“The Decca Sound: 55 Great Vocal Recitals” is a deluxe box set that presents many of the leading singers of classical music recorded between 1950 and 2010.
The collection comprises only studio recordings, and the sound quality (even from the mono era) is excellent.
Each CD has a reproduction of the original album cover, and Decca generously adds bonuses that give a fuller picture of each artist. For example, the Gérard Souzay CD has his 1956 LP “French Operatic Arias” plus a delightful group of songs by Gabriel Fauré.
The charming Jennifer Vyvyan “Mozart and Haydn Recital” (1957) is supplemented by two scenes from Benjamin Britten’s “The Turn of the Screw,” a role that the singer originated, with the composer conducting.
Régine Crespin’s 1957 recital of songs by Schumann, Wolf, Debussy, and Poulenc (1967) is filled out with opera arias.
The set includes debut recitals by such spectacular talents as Luciano Pavarotti, Joan Sutherland, Marilyn Horne, Angela Gheorghiu, and Cecilia Bartoli. Some of the most familiar singers appear in unexpected ways, such as a duet album by Mirella Freni and Renata Scotto or Kiri Te Kanawa singing art songs.
Listen to the CDs of Robert Merrill and Sherrill Milnes and ask yourself if there are any baritones with voices of this quality singing Italian and French operas today.
Others who defined an era on this collection are Wagnerian soprano Birgit Nilsson and Italian soprano Renata Tebaldi.
Italian tenor Mario Del Monaco overwhelms with his power while Carlo Bergonzi impresses with his style.
The Giuseppe Di Stefano album of arias and Neapolitan songs was recorded in 1958 when the most beautiful tenor voice of the postwar era was already in decline.
There are opera singers whose careers flamed out, such as Elena Souliotis, or went into teaching, like Susan Dunn. The recitals here, recorded at the singers’ peak, show what caused the excitement when they appeared on the scene.
How often have I put on a recital of a singer whose name was vaguely familiar with the intention of puttering about my apartment and found myself transfixed by the artistry of a Paata Burchuladze or a Paul Schöffler. Some of the exciting recordings are by artists better known in Europe, for example, Maria Chiara and Sylvia Sass.
The set comes with a booklet on glossy paper containing a history of Decca’s classical vocal albums by Raymond McGill and track lists and information about each recording, as well as photos of the artists.
For an idea of the importance of some of these singers, consider their accompanists: pianist Vladimir Ashkenazi with Elisabeth Söderström, Jean-Yves Thibaudet with Brigitte Fassbaender, Benjamin Britten performing Schubert’s “Winterreise” with Peter Pears, or conductors like Claudio Abbado with Jonas Kaufmann, Sir Georg Solti with Renée Fleming, and Sir Roger Norrington with countertenor Andreas Scholl.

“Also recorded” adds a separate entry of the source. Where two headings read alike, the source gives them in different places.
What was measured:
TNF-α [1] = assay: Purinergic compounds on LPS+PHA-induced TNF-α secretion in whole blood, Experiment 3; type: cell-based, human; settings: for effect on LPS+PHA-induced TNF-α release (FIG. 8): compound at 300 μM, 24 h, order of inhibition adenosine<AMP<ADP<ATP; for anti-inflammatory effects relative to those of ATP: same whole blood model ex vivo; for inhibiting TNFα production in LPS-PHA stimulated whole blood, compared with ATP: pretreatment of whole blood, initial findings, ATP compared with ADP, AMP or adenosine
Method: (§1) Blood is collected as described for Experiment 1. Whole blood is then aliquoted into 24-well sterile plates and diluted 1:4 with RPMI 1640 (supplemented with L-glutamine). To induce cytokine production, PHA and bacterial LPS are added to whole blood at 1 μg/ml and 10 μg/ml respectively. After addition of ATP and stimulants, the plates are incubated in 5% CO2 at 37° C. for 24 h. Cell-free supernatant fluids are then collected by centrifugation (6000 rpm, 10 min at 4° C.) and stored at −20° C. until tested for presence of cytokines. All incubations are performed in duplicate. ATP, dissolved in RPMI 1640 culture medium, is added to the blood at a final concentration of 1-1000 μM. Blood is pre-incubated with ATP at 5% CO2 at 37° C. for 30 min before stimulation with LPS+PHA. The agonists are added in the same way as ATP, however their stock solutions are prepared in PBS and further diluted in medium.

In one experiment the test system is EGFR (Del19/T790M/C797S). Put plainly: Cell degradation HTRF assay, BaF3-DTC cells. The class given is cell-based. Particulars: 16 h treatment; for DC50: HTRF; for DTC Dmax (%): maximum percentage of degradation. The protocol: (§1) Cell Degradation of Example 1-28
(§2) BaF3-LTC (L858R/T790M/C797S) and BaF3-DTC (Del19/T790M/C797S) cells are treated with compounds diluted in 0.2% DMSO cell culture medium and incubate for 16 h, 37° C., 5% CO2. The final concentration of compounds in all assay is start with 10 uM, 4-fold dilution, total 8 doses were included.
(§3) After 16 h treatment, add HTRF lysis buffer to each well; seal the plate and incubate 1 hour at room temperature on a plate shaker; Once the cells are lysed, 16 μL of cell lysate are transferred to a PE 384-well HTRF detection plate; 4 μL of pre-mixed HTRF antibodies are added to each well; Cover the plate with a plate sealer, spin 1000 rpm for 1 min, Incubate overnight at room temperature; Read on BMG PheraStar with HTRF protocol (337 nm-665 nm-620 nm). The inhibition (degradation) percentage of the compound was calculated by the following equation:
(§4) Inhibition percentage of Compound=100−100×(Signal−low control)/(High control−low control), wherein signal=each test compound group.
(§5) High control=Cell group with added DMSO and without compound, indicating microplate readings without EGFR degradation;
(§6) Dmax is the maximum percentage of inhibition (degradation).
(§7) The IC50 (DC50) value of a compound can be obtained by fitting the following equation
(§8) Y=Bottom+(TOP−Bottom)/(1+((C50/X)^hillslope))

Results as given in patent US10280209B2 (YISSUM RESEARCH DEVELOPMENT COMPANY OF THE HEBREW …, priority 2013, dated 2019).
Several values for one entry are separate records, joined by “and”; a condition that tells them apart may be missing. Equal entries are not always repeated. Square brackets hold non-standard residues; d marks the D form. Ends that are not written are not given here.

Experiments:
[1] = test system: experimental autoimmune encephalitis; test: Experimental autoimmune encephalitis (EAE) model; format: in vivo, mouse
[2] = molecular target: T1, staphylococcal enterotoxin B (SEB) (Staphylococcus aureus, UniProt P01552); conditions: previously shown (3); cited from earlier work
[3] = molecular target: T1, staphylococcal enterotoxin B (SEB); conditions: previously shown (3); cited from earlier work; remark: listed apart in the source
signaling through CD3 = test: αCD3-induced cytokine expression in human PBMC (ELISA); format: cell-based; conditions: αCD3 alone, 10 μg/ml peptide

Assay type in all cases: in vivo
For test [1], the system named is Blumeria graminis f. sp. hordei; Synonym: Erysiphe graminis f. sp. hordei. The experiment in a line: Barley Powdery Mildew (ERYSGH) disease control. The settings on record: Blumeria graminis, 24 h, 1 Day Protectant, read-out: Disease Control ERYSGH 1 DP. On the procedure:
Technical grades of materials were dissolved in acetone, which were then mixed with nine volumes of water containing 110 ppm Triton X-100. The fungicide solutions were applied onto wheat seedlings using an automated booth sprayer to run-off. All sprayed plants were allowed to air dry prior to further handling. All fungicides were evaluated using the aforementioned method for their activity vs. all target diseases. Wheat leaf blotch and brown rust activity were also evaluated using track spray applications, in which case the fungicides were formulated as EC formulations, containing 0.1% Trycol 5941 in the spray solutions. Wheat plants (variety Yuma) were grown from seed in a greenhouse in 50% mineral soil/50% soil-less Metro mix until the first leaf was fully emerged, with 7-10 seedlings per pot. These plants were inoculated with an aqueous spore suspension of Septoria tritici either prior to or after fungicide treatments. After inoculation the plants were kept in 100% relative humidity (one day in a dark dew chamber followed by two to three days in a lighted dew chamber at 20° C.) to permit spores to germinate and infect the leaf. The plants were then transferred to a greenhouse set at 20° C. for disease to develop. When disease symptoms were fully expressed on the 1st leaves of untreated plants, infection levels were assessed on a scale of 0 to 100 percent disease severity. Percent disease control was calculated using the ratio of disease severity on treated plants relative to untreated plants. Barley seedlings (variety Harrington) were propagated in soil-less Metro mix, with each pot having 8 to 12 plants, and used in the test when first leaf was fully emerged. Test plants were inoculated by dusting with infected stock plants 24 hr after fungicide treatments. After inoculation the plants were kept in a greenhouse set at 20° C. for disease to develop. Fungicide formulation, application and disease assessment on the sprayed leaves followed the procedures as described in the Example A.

The set has quite a bit of variety. In addition to Italian, French, German, and Russian opera arias, there are collections of operetta (Hilde Gueden), Scandinavian songs (Tom Krause and Barbara Bonney), as well as German lieder (Hermann Prey, Hans Hotter, and Lisa Della Casa) and Russian songs (bass Martti Talvela, who was a towering Boris Godunov at the Met).
Another great bass, Nicolai Ghiaurov, sings Verdi and Mussorgsky while Fernando Corena exemplifies Italian buffa style and Leo Nucci bel canto.
The unforgettable contralto Kathleen Ferrier performs Bach and Handel arias in 1952, one year before she died from cancer. Kirsten Flagstad sings Wagner and Sibelius toward the end of her long career, while mezzo-sopranos Giulietta Simionato, Teresa Berganza, and Huguette Tourangeau are captured at their peak.
Some singers I have seen live are fondly remembered with collections here: native New Yorker Regina Resnik (my first Carmen, albeit in a concert performance), English soprano Gwyneth Jones singing Verdi here (“Der Rosenkavalier” when I saw her), or Pilar Lorengar (who in a Lincoln Center concert at one point took out a guitar and accompanied herself while she sang Spanish songs). On this collection, she sings a range of opera arias.
Maltese tenor Joseph Calleja displayed his golden voice in “Simon Boccanegra” at the Met this past season, and Juan Diego Flórez seems to have succeeded Pavarotti as the “king of the high C’s.”
The set is an incredible bargain, selling on Amazon for as little as $2 per disc. Lovers of vocal music should not miss it.
Barry Bassis has been a music, theater, and travel writer for over a decade for various publications.